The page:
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Three Reasons Your B2B Salespeople Shouldn't Prospect

by Doug Davidoff | Aug 19, 2014 3:00:00 PM

b2b-sales-prospectingB2B sales is a tough game. Always has been; always will be. With the increased reliance on technology, the growing power of the customer and the three dominant sales trends, selling organizations must play from a new playbook; one designed to win in the world we live in today.

While there are many traditional habits and approaches that need to be adjusted (or eliminated), very high on the list is the focus of your field sales team. For longer than I’ve been in sales, there’s been the belief that salespeople should sell new business, as well as find the new business to sell.

I’ve seen too many good salespeople fail because they’re not successful prospectors. What’s worse, I’ve seen people who could be superstar new business salespeople decide to do something else simply because they have no desire to prospect.

If your goal is to create predictable, sustainable and scalable growth, you need to implement a sales model that will allow you to grow consistently, meeting the demands of today and tomorrow. It is for this reason that if your salespeople are also prospecting for new business – they should stop.

If I haven’t convinced you yet, I share these three compelling reasons that B2B salespeople shouldn’t prospect*:

They’re not good at it, don’t like it and it’s not good for them.

Basically speaking there are two types of people involved in successful sales. Those who love getting the conversation started and those that love managing the complex process of getting people to make decisions.

Those that are really good at one are not particularly good at the other. That’s not to say they can’t do it; or even that they can’t do it reasonably effective. I spent the first 10 years of my sales career prospecting and closing.

While I was effective, the truth was that I prospected just enough to have the opportunities that I needed to meet my own personal target. My effectiveness and energy skyrocketed when I was able to stop focusing on the parts of the sales process that I didn’t like, and instead on the part where I was both passionate and excellent.

Selling to business is simply too time consuming, complicated and difficult to be splitting time between the conversations that occur when prospecting and the conversations and business acumen needed to manage a full-fledged sales opportunity.

It’s inefficient, costly, ineffective and unhealthy for the selling organization.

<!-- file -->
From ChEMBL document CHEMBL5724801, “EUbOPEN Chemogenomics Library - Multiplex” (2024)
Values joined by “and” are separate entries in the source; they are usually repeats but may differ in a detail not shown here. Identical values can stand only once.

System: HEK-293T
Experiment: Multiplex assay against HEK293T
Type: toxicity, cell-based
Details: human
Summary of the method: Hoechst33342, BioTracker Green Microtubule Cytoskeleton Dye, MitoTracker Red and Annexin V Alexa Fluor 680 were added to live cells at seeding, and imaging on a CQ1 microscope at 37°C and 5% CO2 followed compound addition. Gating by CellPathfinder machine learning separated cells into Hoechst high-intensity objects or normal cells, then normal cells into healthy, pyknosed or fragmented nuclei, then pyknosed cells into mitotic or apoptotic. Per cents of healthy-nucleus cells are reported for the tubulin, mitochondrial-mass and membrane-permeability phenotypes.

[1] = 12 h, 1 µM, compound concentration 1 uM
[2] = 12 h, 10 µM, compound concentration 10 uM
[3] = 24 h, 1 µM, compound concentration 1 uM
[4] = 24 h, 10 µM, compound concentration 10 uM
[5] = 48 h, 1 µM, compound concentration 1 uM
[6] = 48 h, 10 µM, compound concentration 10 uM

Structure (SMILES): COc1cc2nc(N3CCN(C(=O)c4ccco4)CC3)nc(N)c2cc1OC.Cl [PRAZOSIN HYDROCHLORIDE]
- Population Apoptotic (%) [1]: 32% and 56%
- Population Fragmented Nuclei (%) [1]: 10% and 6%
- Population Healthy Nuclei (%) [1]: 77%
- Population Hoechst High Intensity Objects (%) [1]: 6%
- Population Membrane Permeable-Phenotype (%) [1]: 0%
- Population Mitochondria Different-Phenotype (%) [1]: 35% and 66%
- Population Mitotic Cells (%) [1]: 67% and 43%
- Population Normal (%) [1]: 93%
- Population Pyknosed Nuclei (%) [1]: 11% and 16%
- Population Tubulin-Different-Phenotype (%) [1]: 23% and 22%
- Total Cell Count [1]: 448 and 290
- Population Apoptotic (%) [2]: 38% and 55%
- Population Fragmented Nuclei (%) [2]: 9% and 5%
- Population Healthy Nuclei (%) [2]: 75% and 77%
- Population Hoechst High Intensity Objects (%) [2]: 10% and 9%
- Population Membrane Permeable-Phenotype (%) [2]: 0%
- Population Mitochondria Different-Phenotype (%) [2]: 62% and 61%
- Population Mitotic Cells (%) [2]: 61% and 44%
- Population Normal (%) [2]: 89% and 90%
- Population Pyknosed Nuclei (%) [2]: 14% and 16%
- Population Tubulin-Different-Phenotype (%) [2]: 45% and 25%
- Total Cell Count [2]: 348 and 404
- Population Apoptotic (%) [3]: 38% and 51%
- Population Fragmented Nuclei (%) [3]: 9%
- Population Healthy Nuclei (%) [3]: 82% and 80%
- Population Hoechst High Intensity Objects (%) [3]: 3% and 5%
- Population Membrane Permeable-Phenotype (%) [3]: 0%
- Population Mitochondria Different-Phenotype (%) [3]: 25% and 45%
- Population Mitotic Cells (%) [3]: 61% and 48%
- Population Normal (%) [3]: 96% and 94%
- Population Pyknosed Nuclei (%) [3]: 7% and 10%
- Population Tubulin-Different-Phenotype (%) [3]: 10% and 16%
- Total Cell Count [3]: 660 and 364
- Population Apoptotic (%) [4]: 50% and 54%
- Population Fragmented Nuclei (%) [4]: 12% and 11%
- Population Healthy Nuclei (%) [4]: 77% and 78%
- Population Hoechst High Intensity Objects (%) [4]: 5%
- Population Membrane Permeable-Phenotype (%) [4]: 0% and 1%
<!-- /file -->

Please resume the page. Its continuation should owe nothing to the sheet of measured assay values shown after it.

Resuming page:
From an organizational perspective there are three fundamental problems with mixing prospecting with active selling:

  • It puts an artificial limit on growth and capacity. When the functions are mixed, success in one area limits what can be done in the other. This means even when it’s successful it results in inconsistent performance, higher costs and burnout.
  • The success of the salesperson will be limited to their area of weakest ability.
  • The economic model is flawed. You end up overpaying someone when they’re performing in their area of weakness, and underpaying them when they’re working in their area of strength.

It’s not good for customers.

The number one concern that is expressed to me by executives is that they’re worried about having multiple people involved in contacting customers. They’re concerned it will be confusing.

The problem with this concern is that it doesn’t meet the reality test. Decisions are highly bifurcated within organizations and multiple people on the buy-side are going to be involved. Therefore, adding people to the sell-side merely balances the equation.

Additionally, customers don’t care who they talk to, they only care about the value of the conversation. In the sales world today, you oftentimes have to build some consensus lower in the organization before the upper-level, decision-making executives are open to getting involved. Utilizing inside sales people to manage those opportunities is not only more effective for your organization, it’s also in alignment with how customers work.

It has the added benefit of allowing you to properly invest – both in time and acumen – of your field sales team, so that prospects are properly treated and managed through the sales cycle.

CAVEAT*: The statement salespeople shouldn’t prospect does not mean that salespeople don’t have top-of-the-funnel work to do. The job of the lead management team is to create sales qualified leads. The field sales person still needs to generate interest and build consensus within the prospect’s organization.

Additionally, there is one exception to the no prospecting rule. A focus on penetrating strategic accounts is okay, so long as it is highly focused and limited in terms of the amount of time needed from the rep.